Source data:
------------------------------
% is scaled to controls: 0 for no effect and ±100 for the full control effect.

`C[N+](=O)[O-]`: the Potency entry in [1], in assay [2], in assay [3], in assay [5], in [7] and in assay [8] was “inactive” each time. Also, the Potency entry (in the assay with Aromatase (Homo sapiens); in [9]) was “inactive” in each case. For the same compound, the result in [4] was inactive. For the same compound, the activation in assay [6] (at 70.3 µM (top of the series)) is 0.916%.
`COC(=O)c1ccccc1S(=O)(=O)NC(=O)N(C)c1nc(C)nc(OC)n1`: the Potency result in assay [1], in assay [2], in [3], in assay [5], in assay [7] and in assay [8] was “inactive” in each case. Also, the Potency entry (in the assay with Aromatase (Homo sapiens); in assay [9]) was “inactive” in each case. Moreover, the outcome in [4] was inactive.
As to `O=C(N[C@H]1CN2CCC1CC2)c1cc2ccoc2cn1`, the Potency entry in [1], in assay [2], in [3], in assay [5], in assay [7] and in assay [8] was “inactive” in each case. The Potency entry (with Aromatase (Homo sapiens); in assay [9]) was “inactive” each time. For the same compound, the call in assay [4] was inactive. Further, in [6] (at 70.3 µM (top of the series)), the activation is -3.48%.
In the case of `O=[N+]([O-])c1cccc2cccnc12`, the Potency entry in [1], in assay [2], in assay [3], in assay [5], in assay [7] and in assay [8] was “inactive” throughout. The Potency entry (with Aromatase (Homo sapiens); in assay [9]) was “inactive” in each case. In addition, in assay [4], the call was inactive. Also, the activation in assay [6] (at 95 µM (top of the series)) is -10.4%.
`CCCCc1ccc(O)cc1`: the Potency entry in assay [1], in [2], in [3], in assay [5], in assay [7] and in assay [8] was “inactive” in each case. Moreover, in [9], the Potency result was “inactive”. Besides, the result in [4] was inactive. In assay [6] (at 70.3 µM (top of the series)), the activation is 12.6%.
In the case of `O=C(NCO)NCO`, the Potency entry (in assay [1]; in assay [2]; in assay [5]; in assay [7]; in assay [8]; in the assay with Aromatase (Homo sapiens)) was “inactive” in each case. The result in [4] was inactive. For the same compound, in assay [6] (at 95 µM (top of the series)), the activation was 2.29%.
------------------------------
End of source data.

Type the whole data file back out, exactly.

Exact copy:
% is scaled to controls: 0 for no effect and ±100 for the full control effect.

`C[N+](=O)[O-]`: the Potency entry in [1], in assay [2], in assay [3], in assay [5], in [7] and in assay [8] was “inactive” each time. Also, the Potency entry (in the assay with Aromatase (Homo sapiens); in [9]) was “inactive” in each case. For the same compound, the result in [4] was inactive. For the same compound, the activation in assay [6] (at 70.3 µM (top of the series)) is 0.916%.
`COC(=O)c1ccccc1S(=O)(=O)NC(=O)N(C)c1nc(C)nc(OC)n1`: the Potency result in assay [1], in assay [2], in [3], in assay [5], in assay [7] and in assay [8] was “inactive” in each case. Also, the Potency entry (in the assay with Aromatase (Homo sapiens); in assay [9]) was “inactive” in each case. Moreover, the outcome in [4] was inactive.
As to `O=C(N[C@H]1CN2CCC1CC2)c1cc2ccoc2cn1`, the Potency entry in [1], in assay [2], in [3], in assay [5], in assay [7] and in assay [8] was “inactive” in each case. The Potency entry (with Aromatase (Homo sapiens); in assay [9]) was “inactive” each time. For the same compound, the call in assay [4] was inactive. Further, in [6] (at 70.3 µM (top of the series)), the activation is -3.48%.
In the case of `O=[N+]([O-])c1cccc2cccnc12`, the Potency entry in [1], in assay [2], in assay [3], in assay [5], in assay [7] and in assay [8] was “inactive” throughout. The Potency entry (with Aromatase (Homo sapiens); in assay [9]) was “inactive” in each case. In addition, in assay [4], the call was inactive. Also, the activation in assay [6] (at 95 µM (top of the series)) is -10.4%.
`CCCCc1ccc(O)cc1`: the Potency entry in assay [1], in [2], in [3], in assay [5], in assay [7] and in assay [8] was “inactive” in each case. Moreover, in [9], the Potency result was “inactive”. Besides, the result in [4] was inactive. In assay [6] (at 70.3 µM (top of the series)), the activation is 12.6%.
In the case of `O=C(NCO)NCO`, the Potency entry (in assay [1]; in assay [2]; in assay [5]; in assay [7]; in assay [8]; in the assay with Aromatase (Homo sapiens)) was “inactive” in each case. The result in [4] was inactive. For the same compound, in assay [6] (at 95 µM (top of the series)), the activation was 2.29%.